I took ballet for 15 years. When I say I took ballet, I mean that I was in attendance at ballet classes once or twice a week for 15 years. The talented women who taught me would tell you I spent most of the time goofing off and singing karaoke to whichever ballad was playing at the time (Shoutout to Cheryl – I love you, lady!)
Dance classes were my first outlet. I spent ages 0-5 on the sideline of soccer games watching my older brothers. My first sentence was, apparently, “is it the fourth quarter yet?” I am not kidding. Ballet was the first thing that was mine. My mom signed me up because the doctor told her how tall I’d be immediately ruling out a life as a gymnast. Okay, that’s not the real reason… but it had something to do with me being tall and posture and… I don’t know. You’d have to ask my mom. Whatever the reason, I loved being there. I loved wearing the leotard and tights. I loved moving around to music. I loved that my best friend was in class right beside me. The only thing I hated was putting on all the make-up for dance recitals, but life’s all about the give and take… or that’s what my mom probably told me while she tried to line my eyes. That or “hold still, I’m almost done.”
For the first few years I was pretty serious about it. I wanted to be a dancer. I worked to learn all the steps and practiced routines in my bedroom. Then it changed. Sometime around middle school I realized dance classes were a great captive audience for me to entertain. I stopped taking anything seriously and started singing along to the songs we listened to during warm-ups. I made up new twists to our normal routines because they were funnier. I told jokes during class. For some reason my dance teachers never stopped me. I like to think we had a mutual understanding that I was never going to be a championship competitive dancer. I was just there for exercise and some good clean laughter.
Earlier this year one of my best friends (and the daughter of my high school dance teacher) got married. I was in her wedding. We spent part of the morning of her wedding day listening to songs from old dances (read: Total Eclipse Of The Heart on repeat). Just like in high school, one of my other best friends tried to remember some of the routine. She asked me for help and I laughed… hard. I barely knew the dances when I was performing them on stage. I don’t know how anyone keeps something that far gone in their mind. Except that I was able to perform my infamous high-drama karaoke version of “Tuuurrrn Around Briiiight Eyes – EVERY NOW AND THEN I FALLL APAAAARRT!!” So maybe some things do stick with a person.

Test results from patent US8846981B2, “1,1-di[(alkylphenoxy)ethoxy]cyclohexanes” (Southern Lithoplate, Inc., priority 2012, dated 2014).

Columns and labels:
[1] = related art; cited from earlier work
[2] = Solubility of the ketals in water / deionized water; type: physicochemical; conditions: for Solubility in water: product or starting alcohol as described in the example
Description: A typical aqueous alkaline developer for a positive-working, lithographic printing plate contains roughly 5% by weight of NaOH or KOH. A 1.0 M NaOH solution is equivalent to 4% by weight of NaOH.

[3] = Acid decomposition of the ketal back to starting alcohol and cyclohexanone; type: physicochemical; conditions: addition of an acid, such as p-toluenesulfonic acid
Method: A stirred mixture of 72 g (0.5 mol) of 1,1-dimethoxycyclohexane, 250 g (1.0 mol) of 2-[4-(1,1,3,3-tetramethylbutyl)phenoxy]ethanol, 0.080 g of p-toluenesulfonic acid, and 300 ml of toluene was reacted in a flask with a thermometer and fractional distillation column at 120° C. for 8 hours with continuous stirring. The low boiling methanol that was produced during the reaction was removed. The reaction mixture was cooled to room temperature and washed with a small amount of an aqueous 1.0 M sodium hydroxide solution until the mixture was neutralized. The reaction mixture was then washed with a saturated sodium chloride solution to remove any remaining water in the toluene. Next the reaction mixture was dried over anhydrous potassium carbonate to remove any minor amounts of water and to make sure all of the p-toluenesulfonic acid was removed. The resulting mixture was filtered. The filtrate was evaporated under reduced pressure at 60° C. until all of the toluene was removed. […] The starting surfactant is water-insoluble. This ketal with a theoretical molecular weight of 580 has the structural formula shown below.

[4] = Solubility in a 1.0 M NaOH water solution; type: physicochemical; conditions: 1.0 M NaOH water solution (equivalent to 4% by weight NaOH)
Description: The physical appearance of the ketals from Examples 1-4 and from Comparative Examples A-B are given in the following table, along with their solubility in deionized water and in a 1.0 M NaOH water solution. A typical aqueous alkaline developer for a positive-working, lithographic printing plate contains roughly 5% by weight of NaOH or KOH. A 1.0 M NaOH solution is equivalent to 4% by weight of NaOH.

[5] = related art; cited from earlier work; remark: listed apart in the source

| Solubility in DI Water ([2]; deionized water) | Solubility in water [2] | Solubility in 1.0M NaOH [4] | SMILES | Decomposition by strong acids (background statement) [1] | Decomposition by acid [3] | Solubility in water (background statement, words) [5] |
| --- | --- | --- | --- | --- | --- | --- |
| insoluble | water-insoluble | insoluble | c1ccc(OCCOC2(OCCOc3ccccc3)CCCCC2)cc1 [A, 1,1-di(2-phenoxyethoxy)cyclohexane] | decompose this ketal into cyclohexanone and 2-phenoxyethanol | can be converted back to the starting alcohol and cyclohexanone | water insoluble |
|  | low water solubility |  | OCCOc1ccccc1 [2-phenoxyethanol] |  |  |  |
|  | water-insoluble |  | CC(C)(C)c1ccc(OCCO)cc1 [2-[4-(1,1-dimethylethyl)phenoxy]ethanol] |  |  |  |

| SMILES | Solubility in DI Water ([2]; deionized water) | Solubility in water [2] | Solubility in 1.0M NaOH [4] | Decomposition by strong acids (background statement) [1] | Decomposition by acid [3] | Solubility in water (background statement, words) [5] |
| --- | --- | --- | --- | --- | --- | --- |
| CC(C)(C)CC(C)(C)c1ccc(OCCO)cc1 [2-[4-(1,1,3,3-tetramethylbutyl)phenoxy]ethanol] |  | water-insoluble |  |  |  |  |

Somewhere there are VHS tapes of my first recitals. They’re probably really cute. Little kids stumbling through choreography is precious and awkward. Somewhere else there are DVDs of my high school recitals. I’d be fine if those burned in a massive bonfire — all the copies. Those are not cute. The only time choosing entertainment over actual focus didn’t pay off was on stage, and that’s what’s on those recordings — still awkward, but no longer precious.
If you met me as an adult and asked me to tell you a few things about myself. I might describe my family. I might tell you what I do for a living. I might tell you that I like to run. I probably wouldn’t tell you that I took ballet for 15 years, because you might not believe me. Also because I’m still not sure it counts as “taking ballet” if you weren’t really paying attention most of the time.